The Language Lottery: Promises, Promises...

Rudolf P. Botha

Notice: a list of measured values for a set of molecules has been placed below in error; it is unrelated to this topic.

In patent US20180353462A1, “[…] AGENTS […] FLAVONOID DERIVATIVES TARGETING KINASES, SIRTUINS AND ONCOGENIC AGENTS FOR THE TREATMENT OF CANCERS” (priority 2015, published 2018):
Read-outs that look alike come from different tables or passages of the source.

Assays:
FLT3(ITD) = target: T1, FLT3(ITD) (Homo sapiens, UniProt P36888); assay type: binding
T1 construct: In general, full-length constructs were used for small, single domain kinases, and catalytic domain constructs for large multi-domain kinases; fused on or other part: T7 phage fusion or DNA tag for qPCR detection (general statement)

In The Language Lottery (henceforth ''LL''), Lightfoot presents an account of how linguistics may be construed as a biological science that pursues the question "What is the genetic, internally prescribed structure of language?" (p. x). 1) He does this by trying to describe the work of Chomsky and his associates "accurately and faithfully", "revamping" their ideas only in the interests of the nonspecialist audience of linguists, biologists, ethologists, psychologists, and anthropologists that he wants to reach (p. xi). Given the richness of the content· of this work and the arbitrariness of the traditional boundaries between linguistics, biology, psychology, etc., Lightfoot's attempt to make this work accessible to such a heterogeneous audience should be welcomed. And from the highly positive appraisals of LL by Marshall, Keil, and no one less than Chomsky himself on the back cover of the book, one may infer that Lightfoot has succeeded remarkably well in whaL he has set out to do.

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